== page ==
Trailing 3 games to 2 in a closely contested Eastern Conference semi-final series, the Florida Everblades are preparing for a playoff elimination game against the Reading Royals on Tuesday, April 30, while fans suddenly ponder the team’s immediate and long-term futures.
Though a comeback is required to continue defending last year’s Kelly Cup championship, word broke that the Everblades franchise, as well as the club’s home base of Germain Arena, will be actively marketed for sale by current majority owner, Peter Karmanos, Jr.
While no timetable has been established for finding new ownership, the team has retained an investment bank to expedite the process. Karmanos founded the Blades in 1997 with former business partner, Thomas Thewes, who died in 2008. Never failing to qualify for the playoffs in its 16 year history, Florida has long served as a model ECHL franchise. Annually enjoying one of the league’s top attendances, the club’s consistency was rewarded in 2012 with its first Kelly Cup championship.
Despite success on the ice, attendance figures have dipped in recent years and new ownership could generate fresh excitement. Once averaging near sell-out capacities throughout a 72 game season, the Blades currently see around 5,000 fans per contest at Germain Arena. Additionally, ticket sales decline sharply in the season’s final weeks, when much of the seasonal fan-base has already departed the region.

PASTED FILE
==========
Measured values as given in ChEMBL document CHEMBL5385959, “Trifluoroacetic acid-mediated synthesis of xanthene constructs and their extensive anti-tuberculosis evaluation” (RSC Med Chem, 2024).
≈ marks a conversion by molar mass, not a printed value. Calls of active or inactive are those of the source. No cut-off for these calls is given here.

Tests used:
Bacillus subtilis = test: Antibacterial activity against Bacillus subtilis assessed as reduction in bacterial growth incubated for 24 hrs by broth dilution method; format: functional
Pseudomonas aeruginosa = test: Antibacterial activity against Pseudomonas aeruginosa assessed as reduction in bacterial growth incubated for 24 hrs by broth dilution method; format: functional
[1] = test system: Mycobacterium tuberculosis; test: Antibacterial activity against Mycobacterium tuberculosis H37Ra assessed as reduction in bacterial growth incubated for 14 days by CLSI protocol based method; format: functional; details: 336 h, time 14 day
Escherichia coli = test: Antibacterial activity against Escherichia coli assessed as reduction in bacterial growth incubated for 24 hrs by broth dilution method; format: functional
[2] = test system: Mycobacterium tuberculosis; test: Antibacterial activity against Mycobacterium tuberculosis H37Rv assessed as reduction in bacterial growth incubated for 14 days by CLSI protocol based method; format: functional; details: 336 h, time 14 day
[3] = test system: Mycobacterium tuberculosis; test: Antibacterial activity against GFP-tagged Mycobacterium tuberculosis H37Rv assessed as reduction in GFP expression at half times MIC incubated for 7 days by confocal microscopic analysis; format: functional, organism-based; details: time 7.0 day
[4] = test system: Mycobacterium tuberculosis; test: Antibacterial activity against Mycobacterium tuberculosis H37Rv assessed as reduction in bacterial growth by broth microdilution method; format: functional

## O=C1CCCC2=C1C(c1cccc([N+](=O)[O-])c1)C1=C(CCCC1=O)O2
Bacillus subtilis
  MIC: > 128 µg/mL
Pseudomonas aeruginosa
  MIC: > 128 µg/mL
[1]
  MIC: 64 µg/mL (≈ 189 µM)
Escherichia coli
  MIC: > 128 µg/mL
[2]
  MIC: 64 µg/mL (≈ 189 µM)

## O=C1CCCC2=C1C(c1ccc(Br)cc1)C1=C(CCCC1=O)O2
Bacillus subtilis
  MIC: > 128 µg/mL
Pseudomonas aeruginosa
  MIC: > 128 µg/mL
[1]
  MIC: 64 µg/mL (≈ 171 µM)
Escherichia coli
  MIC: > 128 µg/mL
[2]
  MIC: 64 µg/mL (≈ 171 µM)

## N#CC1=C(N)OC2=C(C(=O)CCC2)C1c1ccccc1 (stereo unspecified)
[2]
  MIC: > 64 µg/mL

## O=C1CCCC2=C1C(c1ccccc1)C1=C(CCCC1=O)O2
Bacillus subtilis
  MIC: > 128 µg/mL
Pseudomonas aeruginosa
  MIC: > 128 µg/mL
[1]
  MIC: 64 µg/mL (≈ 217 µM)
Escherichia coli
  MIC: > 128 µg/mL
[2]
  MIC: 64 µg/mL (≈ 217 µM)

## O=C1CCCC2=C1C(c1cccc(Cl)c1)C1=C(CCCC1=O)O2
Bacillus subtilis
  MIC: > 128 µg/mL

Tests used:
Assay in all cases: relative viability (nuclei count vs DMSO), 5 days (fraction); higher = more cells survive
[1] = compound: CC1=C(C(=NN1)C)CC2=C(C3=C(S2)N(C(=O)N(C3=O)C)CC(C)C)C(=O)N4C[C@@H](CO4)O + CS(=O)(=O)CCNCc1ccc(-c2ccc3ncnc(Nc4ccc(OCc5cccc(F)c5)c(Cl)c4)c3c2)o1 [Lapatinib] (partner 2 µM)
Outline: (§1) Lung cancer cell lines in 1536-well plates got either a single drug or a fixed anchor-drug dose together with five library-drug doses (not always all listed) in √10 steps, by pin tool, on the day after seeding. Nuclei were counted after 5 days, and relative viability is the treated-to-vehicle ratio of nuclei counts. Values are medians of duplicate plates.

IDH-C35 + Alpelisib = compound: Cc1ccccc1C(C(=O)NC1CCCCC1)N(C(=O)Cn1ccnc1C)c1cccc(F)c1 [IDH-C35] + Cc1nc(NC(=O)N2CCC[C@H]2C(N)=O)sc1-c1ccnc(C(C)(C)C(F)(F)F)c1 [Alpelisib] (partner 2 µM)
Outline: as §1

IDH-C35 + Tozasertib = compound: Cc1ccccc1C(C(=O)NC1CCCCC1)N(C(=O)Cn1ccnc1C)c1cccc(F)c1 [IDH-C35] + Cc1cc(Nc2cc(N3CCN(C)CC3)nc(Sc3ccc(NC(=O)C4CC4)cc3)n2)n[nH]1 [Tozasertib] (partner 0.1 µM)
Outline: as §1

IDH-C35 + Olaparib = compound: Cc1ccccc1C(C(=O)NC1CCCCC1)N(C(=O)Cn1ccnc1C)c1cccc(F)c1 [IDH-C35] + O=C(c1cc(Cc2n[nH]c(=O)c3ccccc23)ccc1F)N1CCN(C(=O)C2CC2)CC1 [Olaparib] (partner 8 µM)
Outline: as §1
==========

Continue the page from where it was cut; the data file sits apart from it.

Also owner of the Carolina Hurricanes, Karmanos cited a desire to simplify his business holdings, as the businessman reaches the age of 70 and cuts back in other areas. The Canes are not for sale, however, and continue serving as the Everblades’ NHL affiliate, providing several prospects on the current roster.
A native of Michigan, Karmanos made his fortune as founding partner of Compuware in 1973. The Fortune 500 company, headquartered in Detroit, specializes in information technology and enjoys annual revenues in excess of $1 billion. Karmanos stepped down as its CEO in 2011.
Karmanos initially entered the hockey business in 1994 with the purchase of the Hartford Whalers. Not happy in the NHL’s smallest market, the franchise moved to North Carolina in 1997, and was re-branded as the Carolina Hurricanes.
That same year, Karmanos boldly placed a minor league hockey team deep within the Sunshine State and the decision has proven a stunning success. Installing Craig Brush as the team’s general manager, ownership further constructed a 7,000 seat arena in South Lee County, located adjacent to Interstate 75, at a cost of $25 million.
Believed to have recovered this investment, not only does Germain Arena still house the Blades, but the building has become the premier performance venue in Southwest Florida. Recent acts that generated large crowds include country music legend Willie Nelson, Ringling Brothers Circus, Disney on Ice, and comedian Jeff Dunham.
Located in Estero, convenient to both Florida Gulf Coast University and Miromar Outlets, Lee County values the arena around $12.5 million. While the Everblades franchise is worth significantly less, the package of team and building is likely to generate significant interest as a tempting (and fun) business opportunity.
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